• It is unclear who will be asked to make “voluntary contributions”, or on what basis. The term “developer” is inherently ambiguous. Many of the companies who developed the buildings of concern are no longer in business. Existing companies which could be described as “developers” may have little or nothing to do with problem buildings. Some developers have paid the costs of rectifying the buildings for which they are responsible – are they to pay again? Other developers may have been meticulous to avoid problems – are they to have to contribute?
  • The Treasury letter speaks vaguely of a “polluter pays” principle, but says nothing about costs being paid by others who may have been responsible for historic building problems: contractors, subcontractors, professionals, building material suppliers or the government.
  • The Sunday Times on 9 January 2022 and the Times on 10 January 2022 contain articles saying that Mr Gove’s department will run “Operation Apex” to seek to identify who made profits from unsafe buildings, and pursue them for contributions.
  • The “stick” against which the voluntary contributions are to be sought is, apparently, “a high-level “threat” of tax or legal solutions“, but the Treasury letter makes it clear that whether any tax would ever be imposed would be a matter for the Treasury. The “legal solutions” are unstated but might, one suppose, include new measures in the Building Safety Bill. Conservative MP Stephen McPartland, was reported on 10 January 2022 as having told London Playbook:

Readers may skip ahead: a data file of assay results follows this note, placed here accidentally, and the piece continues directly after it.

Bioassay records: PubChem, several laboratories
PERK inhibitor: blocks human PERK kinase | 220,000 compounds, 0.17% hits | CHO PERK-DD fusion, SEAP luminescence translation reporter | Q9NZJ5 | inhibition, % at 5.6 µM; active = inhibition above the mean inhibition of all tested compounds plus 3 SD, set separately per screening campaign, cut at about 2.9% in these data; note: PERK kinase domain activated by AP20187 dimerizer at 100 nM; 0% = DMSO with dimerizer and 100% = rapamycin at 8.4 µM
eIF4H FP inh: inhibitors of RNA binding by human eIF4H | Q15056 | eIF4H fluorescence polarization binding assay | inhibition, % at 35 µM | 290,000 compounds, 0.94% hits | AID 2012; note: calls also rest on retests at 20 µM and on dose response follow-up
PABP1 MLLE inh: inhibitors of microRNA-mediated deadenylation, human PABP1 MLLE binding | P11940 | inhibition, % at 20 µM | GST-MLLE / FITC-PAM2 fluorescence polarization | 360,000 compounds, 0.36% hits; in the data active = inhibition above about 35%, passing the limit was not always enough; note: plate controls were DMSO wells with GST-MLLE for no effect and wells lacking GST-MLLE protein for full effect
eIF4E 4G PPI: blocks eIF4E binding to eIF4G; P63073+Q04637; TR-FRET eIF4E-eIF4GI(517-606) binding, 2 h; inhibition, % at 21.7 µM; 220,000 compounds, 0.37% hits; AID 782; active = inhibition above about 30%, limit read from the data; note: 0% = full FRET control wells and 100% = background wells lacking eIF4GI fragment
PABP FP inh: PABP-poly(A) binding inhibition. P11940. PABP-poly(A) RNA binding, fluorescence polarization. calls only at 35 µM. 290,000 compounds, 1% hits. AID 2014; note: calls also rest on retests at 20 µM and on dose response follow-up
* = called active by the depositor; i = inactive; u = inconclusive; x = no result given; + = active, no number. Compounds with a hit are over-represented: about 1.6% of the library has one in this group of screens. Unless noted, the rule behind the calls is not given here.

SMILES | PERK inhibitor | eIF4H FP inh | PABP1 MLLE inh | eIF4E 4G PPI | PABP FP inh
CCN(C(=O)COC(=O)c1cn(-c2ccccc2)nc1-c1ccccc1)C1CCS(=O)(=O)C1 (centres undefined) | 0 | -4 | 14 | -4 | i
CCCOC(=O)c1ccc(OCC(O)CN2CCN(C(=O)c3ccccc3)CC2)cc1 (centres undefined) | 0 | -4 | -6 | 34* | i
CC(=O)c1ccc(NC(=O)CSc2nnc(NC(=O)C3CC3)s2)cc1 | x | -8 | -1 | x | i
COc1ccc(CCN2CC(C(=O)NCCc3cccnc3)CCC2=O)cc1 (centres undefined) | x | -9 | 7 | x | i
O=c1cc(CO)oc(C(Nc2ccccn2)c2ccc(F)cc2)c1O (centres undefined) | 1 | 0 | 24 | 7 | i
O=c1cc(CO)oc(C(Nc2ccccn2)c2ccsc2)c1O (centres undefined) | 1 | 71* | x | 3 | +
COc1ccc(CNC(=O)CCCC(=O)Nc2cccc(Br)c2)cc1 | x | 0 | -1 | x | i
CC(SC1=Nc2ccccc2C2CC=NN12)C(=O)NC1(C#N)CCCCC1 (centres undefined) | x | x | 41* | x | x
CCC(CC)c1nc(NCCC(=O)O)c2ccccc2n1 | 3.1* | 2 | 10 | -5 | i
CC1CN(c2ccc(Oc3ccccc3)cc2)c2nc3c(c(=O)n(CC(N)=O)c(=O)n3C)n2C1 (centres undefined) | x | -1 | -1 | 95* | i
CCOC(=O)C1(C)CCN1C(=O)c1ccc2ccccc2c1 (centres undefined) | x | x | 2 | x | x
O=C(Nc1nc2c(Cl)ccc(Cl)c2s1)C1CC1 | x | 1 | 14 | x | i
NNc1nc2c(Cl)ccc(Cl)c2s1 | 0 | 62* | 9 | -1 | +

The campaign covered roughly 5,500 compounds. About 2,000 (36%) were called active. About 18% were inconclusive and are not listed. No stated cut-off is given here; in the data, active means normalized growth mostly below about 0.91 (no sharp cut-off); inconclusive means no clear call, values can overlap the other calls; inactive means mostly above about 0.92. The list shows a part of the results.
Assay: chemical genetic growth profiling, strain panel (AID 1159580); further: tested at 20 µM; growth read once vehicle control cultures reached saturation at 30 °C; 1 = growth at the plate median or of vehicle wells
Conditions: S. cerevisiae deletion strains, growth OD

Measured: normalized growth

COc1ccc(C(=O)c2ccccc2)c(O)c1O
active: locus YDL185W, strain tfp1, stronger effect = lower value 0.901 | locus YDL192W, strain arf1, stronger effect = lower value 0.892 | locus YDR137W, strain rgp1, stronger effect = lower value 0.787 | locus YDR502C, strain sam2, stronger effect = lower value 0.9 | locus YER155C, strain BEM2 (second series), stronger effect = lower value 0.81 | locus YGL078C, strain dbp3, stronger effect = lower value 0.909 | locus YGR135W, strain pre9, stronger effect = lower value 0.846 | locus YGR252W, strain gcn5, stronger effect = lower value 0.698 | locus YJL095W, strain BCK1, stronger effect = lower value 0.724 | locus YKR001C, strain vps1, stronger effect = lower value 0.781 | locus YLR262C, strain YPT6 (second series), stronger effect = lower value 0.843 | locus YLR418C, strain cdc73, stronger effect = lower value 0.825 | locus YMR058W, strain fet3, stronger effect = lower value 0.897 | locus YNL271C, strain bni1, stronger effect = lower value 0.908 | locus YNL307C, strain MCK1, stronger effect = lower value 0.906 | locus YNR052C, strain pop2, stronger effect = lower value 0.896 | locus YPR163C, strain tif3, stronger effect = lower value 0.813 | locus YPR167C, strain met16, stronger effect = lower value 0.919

“I am delighted the government has listened and this is a huge victory for leaseholders, but we need to listen carefully to the announcement in parliament. It is imperative that leaseholders are protected in law and I expect to see government amendments to the Building Safety Bill making it clear that leaseholders are protected from these costs. Cladding is an external fire safety defect, so I also need clarification that internal defects which developers are responsible for, such as missing firebreaks, will also be remediated at no cost to leaseholders…”

  • The Treasury is highly concerned that remediating costs are “disproportionate”. They are certainly very high. Quite what can be done about that in times of inflation and labour supply constraints remains to be seen.

Lots to think about but, as ever, solutions remain unclear.

Authors: Rachel Ansell QC and James Leabeater QC

Text of letter

5 January 2022

Dear Michael,

DLUHC SOS BUILDING SAFETY PROPOSALS

Thank you for your letter from December seeking clearance to make a statement resetting

the Government’s approach to building safety ahead of Commons Report Stage of the

Building Safety Bill.

I am content to provide approval to this, subject to Treasury clearance of the final draft statement. This package broadly reflects discussions with my Department over recent weeks and I thank you, your officials and No10 colleagues for their constructive engagement.